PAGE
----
By Kimetha Hill
Staff Writer

In 1957 there were two major news stories. The space race between the United States and Russia was taking flight and Americans were glued to their television sets. In fact, television was still in its infancy stages. Headlining the evening news was Sputnik, and the Little Rock Nine.

In 1954, the landmark Brown v Board of Education decision made segregation illegal across all public schools in the U.S. But in the Jim Crow South, “separate but unequal” continued. And in September of 1957, nine brave African American students entered Little Rock High School under the protection of the National Guard. Though they didn’t know it then, they were making history.

“I knew things were going to change. And I was always told that I was just as good as anyone. So when they passed around the signup sheet in my homeroom, I signed my name and didn’t think anything else of it,” remembers Dr. Carlotta Walls-LaNier, one of the Little Rock Nine.

Last Thursday evening, Dr. Walls-LaNier graced an attentive audience at the Saville Theatre on City College’s downtown campus, recounting the weeks leading up to the integration of Little Rock High School. Before enrolling in Little Rock High, she was a student at Dunbar Junior High and had a passion for learning. She spoke of the strong influence her parents and extended family instilled in her to pursue education to the highest degree. So when the opportunity arose to attend Little Rock High, she jumped at it.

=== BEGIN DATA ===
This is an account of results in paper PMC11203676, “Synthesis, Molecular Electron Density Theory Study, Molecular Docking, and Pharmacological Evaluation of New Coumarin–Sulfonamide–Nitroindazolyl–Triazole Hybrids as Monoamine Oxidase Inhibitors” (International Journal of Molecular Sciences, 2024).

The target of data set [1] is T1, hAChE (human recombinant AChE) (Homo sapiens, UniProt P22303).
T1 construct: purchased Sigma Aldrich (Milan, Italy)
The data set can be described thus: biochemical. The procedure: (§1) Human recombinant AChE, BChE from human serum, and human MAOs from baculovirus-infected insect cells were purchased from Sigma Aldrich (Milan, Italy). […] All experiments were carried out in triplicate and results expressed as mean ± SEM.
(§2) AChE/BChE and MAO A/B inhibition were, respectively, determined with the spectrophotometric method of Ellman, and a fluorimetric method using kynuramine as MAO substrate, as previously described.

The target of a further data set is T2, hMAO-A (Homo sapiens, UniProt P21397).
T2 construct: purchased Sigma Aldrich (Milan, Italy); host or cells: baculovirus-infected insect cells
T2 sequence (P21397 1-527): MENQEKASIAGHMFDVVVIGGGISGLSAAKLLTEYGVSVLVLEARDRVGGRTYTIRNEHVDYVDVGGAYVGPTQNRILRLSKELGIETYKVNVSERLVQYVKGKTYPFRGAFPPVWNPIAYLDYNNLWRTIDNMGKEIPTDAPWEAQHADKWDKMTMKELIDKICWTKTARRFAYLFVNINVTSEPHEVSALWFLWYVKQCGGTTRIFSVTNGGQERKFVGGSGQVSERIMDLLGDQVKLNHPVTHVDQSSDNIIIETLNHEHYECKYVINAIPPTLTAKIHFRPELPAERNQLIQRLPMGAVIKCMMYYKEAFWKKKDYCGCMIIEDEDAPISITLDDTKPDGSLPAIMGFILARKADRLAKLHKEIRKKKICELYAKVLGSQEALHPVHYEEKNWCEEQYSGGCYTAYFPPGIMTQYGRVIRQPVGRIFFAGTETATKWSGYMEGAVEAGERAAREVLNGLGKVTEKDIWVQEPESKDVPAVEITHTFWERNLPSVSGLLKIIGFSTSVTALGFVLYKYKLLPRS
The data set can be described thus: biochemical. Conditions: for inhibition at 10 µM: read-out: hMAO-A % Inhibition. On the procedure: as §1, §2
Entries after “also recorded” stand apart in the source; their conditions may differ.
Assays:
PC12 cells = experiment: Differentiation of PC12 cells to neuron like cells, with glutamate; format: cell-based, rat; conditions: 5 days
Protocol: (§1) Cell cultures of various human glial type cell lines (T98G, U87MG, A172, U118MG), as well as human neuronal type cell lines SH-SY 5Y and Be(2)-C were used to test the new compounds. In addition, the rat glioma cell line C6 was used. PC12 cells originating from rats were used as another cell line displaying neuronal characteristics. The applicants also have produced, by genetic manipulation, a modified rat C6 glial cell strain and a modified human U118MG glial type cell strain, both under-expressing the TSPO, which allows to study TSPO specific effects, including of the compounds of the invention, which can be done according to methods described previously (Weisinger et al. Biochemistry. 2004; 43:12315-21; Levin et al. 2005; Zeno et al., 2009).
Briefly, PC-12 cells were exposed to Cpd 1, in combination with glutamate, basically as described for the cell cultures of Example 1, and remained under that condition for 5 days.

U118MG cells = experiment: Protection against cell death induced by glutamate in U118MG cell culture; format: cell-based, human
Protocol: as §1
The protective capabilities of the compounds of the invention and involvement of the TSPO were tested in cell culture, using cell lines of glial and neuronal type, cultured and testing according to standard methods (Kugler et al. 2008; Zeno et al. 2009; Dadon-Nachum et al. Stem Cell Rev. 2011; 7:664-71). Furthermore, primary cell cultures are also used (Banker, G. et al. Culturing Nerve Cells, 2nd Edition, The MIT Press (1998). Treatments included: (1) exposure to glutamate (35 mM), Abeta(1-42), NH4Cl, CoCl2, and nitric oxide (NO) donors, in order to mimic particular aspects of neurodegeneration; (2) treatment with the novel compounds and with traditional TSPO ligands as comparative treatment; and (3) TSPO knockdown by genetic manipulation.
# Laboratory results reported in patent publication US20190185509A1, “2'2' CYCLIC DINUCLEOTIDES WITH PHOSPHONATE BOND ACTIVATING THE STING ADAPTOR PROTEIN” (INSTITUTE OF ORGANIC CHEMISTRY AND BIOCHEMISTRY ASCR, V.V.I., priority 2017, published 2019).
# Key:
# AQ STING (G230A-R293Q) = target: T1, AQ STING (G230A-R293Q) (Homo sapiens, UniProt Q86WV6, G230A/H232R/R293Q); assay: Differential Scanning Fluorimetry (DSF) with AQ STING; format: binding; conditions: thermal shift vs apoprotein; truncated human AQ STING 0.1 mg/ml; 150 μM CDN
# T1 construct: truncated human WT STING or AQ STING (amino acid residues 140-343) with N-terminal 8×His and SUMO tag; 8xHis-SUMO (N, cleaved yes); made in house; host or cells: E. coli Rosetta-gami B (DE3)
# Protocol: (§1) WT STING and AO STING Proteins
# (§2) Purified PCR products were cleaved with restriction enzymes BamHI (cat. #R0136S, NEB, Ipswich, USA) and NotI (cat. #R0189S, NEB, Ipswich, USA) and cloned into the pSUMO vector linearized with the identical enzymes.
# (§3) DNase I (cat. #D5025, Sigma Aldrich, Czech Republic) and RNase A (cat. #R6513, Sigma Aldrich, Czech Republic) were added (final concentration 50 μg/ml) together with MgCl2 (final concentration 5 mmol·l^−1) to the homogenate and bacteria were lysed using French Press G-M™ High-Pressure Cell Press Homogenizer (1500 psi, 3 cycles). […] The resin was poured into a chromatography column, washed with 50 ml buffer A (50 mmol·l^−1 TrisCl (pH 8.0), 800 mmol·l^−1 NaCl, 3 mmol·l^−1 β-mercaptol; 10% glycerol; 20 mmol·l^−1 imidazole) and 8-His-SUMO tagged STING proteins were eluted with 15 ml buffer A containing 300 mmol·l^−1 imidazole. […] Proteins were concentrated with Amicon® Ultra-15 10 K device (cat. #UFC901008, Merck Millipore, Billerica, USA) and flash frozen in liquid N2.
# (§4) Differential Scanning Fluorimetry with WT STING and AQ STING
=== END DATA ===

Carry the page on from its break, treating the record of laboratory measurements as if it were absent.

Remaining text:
Dr. Walls-LaNier described growing up in Jim Crow South, remembering being banned from public swimming pools, being relegated to the back of movie theaters, and even being only allowed to enter public zoos on a specified day of the week, “…as if the animals really paid that much attention to the color of humans’ skin,” she added guilefully.

“They had better books, better classrooms, their building was better taken care of,” Dr. Walls-LaNier remembered. “Don’t get me wrong, we had some excellent teachers [she said in reference to the colored high school, Horace Mann], but we knew their facility was better.” Little Rock High’s library was twice the size of Horace Mann’s. “Signing that paper was about having the same access as white students to being educated.”

Though over 100 students were selected, only 39 made the final cut. But on the day of destiny, only nine students arrived to walk into Little Rock High; Ernest Green [who would become the first African American graduate], Elizabeth Eckford, Jefferson Thomas, Terrence Roberts, Minnijean Brown, Gloria Ray Karlmark, Thelma Mothershead, Melba Pattillo Beals and Carlotta Walls-LaNier. Integration didn’t happen on that first day, because of the violence that broke out, and it took nearly a month before the students were able to enter into the high school and begin classes.

Governor of Arkansas Orval Fabus used the National Guard to block the nine African American students from entering the school. But, President Dwight Eisenhower saw what a disaster was taking place, so he used his own force, pulling troops from the 101st Airborne Division of the United States Army, and students entered.